We Have Issues -- Interview with Richard Stewart, Mayor of Coquitlam

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We Have Issues -- Interview with Richard Stewart, Mayor of Coquitlam

Brad Nickason and Nancy Furness sit down with Coquitlam Mayor, Richard Stewart to discuss issues of the day.

COVID 19  --  The city is finding that it is far more challenging to open up public facilities that were shut down due to COVID 19. Closing them was relatively simple. Opening them back up is a manner that is safe to both those who work there and the public is proving to be another matter.

While, in general, Coquitlam is faring fairly well, there are also concerns that we need to do more for the most vulnerable. Getting through this pandemic is going to be much more challenging for our seniors, folks with special needs, and people with medical vulnerabilities. The city is now focusing it's resources on how we can improve our support in these areas.

As we enter the second wave of this pandemic Coquitlam is in lockstep with Dr. Bonnie Henry. They will be following all of her recommendations. It has been disappointing to see that Coquitlam has its own fair share of science deniers who claim that the pandemic is a hoax and a means by the government to extend their control over the population. Fortunately these naysayers are few and far between and are given very little credence by the rest of the population.

Environment  - Coquitlam is currently working on its environmental sustainability plan which will be part if its city wide strategic plan. A key aspect of this plan is the urban containment boundary and keeping a balance between much needed green space and providing infrastructure to support the growing numbers of residents. Coquitlam needs to continue to build upwards in the appropriate areas, by large transit hubs and along the Skytrain route.

Coquitlam has implemented a number of environmentally green projects such as installing heat exchanges that derive power from heat that is exhausted from an ice rink to help heat a pool that is located adjacent to the ice rink. They are also looking at ways to harness the power that created by the heat that radiates from most of our sewage water.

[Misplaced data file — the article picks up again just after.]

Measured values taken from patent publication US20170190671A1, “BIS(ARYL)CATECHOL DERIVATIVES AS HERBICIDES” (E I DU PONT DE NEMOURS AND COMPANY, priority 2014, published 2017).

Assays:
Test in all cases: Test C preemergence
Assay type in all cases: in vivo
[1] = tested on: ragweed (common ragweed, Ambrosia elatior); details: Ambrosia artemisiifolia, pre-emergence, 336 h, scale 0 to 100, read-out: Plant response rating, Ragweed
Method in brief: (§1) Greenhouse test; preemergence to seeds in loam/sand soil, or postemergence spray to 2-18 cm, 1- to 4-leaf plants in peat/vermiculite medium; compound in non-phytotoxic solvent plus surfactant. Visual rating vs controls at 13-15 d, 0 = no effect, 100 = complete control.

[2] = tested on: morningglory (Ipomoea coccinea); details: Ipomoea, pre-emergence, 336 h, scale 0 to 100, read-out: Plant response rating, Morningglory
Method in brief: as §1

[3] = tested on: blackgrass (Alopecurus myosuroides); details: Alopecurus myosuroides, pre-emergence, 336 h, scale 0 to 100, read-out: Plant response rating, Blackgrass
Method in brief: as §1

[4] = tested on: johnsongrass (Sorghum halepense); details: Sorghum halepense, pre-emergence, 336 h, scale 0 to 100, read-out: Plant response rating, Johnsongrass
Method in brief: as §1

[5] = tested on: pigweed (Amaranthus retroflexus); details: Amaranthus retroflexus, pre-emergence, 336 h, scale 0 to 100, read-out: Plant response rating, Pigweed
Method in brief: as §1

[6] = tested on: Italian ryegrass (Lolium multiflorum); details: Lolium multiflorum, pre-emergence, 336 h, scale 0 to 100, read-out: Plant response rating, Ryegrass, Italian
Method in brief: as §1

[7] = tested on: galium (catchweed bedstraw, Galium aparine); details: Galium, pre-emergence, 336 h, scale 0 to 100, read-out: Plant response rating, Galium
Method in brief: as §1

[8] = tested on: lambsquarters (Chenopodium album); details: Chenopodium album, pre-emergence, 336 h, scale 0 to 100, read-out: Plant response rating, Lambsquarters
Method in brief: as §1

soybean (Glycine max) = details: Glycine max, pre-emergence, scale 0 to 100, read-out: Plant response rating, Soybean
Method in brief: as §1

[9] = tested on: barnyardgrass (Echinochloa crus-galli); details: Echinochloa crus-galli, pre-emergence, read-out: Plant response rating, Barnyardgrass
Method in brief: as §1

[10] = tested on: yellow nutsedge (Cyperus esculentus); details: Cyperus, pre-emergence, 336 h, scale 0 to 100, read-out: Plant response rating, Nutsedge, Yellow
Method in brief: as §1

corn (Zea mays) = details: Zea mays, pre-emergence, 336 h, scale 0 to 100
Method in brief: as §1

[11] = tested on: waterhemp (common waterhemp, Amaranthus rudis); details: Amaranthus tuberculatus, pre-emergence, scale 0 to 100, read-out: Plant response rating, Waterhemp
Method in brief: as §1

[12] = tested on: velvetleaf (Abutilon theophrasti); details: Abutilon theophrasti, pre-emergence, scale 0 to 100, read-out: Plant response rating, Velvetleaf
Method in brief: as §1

While there is little the city can do to legislate green initiatives (that is the job of the provincial and federal governments), they are able to have a small effect by such things as initiating a no idling bylaw. The City of Coquitlam is also continuing with it's program to increase the number of electric vehicle stations located at city hall and around town. The city is also still in the process of converting its fleet of vehicles over to electric powered vehicles and working with a local business that has developed a module that will allow the city to convert light standards to stations that will be able to power vehicles.

We need to find alternatives for those living in apartment buildings where power is not available for recharging vehicles. Biking as an alternative mode of transportation is being highly encouraged by the City. While the city is not flat like Amsterdam, with today's motor assisted bikes, this is becoming a more viable option for local commuters. The city has been encouraging this by continuing to develop bike lakes and just recently installed one of the longest bike bridges in the lower mainland along the King Albert Green Way.

The discussion ends with a discussion about "defending police". While there seems to be little talk about this movement in the Tri-Cities area, there is great concern that we are not doing enough for our most vulnerable residents and more should be done to help those in need of assistance. Better housing options for the homeless is a priority and Coquitlam is working with all levels of government to improve this situation. With regards to mental health, Mayor Stewart has advocated for the reopening of Riverview Hospital as a facility that can provide greater assistance to those in need. Further programming on this issue to follow.


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Video Upload Date: 09 Oct 2020

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